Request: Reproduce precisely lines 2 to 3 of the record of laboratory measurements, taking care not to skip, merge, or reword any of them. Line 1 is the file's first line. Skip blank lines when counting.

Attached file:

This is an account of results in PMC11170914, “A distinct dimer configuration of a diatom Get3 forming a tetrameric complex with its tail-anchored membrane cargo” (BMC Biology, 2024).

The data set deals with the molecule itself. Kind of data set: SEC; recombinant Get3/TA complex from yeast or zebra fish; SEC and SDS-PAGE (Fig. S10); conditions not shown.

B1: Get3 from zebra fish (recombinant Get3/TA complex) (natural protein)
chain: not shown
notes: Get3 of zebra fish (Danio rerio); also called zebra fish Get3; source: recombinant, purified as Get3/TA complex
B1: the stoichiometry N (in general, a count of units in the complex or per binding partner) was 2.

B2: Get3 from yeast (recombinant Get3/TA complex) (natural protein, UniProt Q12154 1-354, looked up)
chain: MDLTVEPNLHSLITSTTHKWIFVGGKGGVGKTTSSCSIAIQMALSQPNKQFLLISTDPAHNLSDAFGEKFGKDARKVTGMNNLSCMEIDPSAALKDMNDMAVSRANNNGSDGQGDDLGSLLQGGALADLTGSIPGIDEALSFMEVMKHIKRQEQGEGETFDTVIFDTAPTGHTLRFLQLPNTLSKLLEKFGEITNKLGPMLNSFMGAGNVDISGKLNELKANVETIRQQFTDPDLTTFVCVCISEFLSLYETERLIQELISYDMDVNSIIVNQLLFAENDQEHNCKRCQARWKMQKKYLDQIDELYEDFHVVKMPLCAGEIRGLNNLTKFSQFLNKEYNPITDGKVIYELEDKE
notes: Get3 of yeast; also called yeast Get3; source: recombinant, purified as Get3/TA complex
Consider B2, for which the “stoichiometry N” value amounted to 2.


The data set deals with the molecule itself. Kind of data set: SEC; recombinant Get3/TA complex from yeast or zebra fish; SEC and SDS-PAGE (Fig. S10); conditions not shown.

B1: Get3 from zebra fish (recombinant Get3/TA complex) (natural protein)